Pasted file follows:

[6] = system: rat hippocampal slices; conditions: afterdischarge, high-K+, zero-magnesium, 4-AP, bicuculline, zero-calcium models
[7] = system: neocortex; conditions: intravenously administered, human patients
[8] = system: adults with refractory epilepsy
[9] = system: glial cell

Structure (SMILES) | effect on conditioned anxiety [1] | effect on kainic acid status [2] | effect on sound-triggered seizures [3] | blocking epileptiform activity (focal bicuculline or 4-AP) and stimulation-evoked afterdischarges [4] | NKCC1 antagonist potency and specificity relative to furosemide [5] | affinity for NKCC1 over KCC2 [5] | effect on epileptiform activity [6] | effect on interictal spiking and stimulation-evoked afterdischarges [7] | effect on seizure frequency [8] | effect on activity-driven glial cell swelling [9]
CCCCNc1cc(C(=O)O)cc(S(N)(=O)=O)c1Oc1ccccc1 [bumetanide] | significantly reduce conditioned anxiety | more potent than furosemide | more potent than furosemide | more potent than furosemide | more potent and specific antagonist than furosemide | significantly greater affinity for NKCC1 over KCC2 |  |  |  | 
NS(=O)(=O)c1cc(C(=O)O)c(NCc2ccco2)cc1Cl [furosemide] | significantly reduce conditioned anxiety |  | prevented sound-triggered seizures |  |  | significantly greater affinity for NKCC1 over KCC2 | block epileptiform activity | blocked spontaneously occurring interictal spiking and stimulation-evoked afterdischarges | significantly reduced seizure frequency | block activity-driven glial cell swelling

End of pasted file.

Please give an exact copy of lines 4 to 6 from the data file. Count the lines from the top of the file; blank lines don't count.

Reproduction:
[9] = system: glial cell

Structure (SMILES) | effect on conditioned anxiety [1] | effect on kainic acid status [2] | effect on sound-triggered seizures [3] | blocking epileptiform activity (focal bicuculline or 4-AP) and stimulation-evoked afterdischarges [4] | NKCC1 antagonist potency and specificity relative to furosemide [5] | affinity for NKCC1 over KCC2 [5] | effect on epileptiform activity [6] | effect on interictal spiking and stimulation-evoked afterdischarges [7] | effect on seizure frequency [8] | effect on activity-driven glial cell swelling [9]
CCCCNc1cc(C(=O)O)cc(S(N)(=O)=O)c1Oc1ccccc1 [bumetanide] | significantly reduce conditioned anxiety | more potent than furosemide | more potent than furosemide | more potent than furosemide | more potent and specific antagonist than furosemide | significantly greater affinity for NKCC1 over KCC2 |  |  |  | 